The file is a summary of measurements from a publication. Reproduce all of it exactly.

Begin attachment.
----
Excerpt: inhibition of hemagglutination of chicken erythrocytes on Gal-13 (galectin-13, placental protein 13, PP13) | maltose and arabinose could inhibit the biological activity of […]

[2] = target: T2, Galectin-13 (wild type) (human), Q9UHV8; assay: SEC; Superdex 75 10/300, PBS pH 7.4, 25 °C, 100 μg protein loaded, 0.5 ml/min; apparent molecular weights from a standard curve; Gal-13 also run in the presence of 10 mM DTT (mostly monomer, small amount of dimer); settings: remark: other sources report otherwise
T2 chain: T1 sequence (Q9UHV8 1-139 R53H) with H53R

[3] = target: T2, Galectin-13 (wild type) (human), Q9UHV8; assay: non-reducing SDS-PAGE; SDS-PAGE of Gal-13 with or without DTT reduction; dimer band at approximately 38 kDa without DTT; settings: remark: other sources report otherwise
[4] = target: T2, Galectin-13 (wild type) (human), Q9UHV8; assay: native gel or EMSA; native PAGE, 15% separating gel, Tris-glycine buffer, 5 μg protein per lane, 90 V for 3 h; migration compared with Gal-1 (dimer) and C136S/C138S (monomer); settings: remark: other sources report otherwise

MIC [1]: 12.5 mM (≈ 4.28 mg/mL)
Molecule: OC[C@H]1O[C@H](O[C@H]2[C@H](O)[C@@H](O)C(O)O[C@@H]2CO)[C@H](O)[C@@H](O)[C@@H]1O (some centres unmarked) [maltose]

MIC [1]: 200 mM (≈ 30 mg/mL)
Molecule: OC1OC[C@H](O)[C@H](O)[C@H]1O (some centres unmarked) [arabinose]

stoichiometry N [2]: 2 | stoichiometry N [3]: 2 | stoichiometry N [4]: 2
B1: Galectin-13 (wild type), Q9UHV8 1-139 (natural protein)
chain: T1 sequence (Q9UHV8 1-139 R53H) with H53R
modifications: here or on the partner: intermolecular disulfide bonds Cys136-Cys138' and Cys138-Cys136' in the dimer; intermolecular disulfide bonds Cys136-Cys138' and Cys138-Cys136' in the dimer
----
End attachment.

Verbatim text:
Excerpt: inhibition of hemagglutination of chicken erythrocytes on Gal-13 (galectin-13, placental protein 13, PP13) | maltose and arabinose could inhibit the biological activity of […]

[2] = target: T2, Galectin-13 (wild type) (human), Q9UHV8; assay: SEC; Superdex 75 10/300, PBS pH 7.4, 25 °C, 100 μg protein loaded, 0.5 ml/min; apparent molecular weights from a standard curve; Gal-13 also run in the presence of 10 mM DTT (mostly monomer, small amount of dimer); settings: remark: other sources report otherwise
T2 chain: T1 sequence (Q9UHV8 1-139 R53H) with H53R

[3] = target: T2, Galectin-13 (wild type) (human), Q9UHV8; assay: non-reducing SDS-PAGE; SDS-PAGE of Gal-13 with or without DTT reduction; dimer band at approximately 38 kDa without DTT; settings: remark: other sources report otherwise
[4] = target: T2, Galectin-13 (wild type) (human), Q9UHV8; assay: native gel or EMSA; native PAGE, 15% separating gel, Tris-glycine buffer, 5 μg protein per lane, 90 V for 3 h; migration compared with Gal-1 (dimer) and C136S/C138S (monomer); settings: remark: other sources report otherwise

MIC [1]: 12.5 mM (≈ 4.28 mg/mL)
Molecule: OC[C@H]1O[C@H](O[C@H]2[C@H](O)[C@@H](O)C(O)O[C@@H]2CO)[C@H](O)[C@@H](O)[C@@H]1O (some centres unmarked) [maltose]

MIC [1]: 200 mM (≈ 30 mg/mL)
Molecule: OC1OC[C@H](O)[C@H](O)[C@H]1O (some centres unmarked) [arabinose]

stoichiometry N [2]: 2 | stoichiometry N [3]: 2 | stoichiometry N [4]: 2
B1: Galectin-13 (wild type), Q9UHV8 1-139 (natural protein)
chain: T1 sequence (Q9UHV8 1-139 R53H) with H53R
modifications: here or on the partner: intermolecular disulfide bonds Cys136-Cys138' and Cys138-Cys136' in the dimer; intermolecular disulfide bonds Cys136-Cys138' and Cys138-Cys136' in the dimer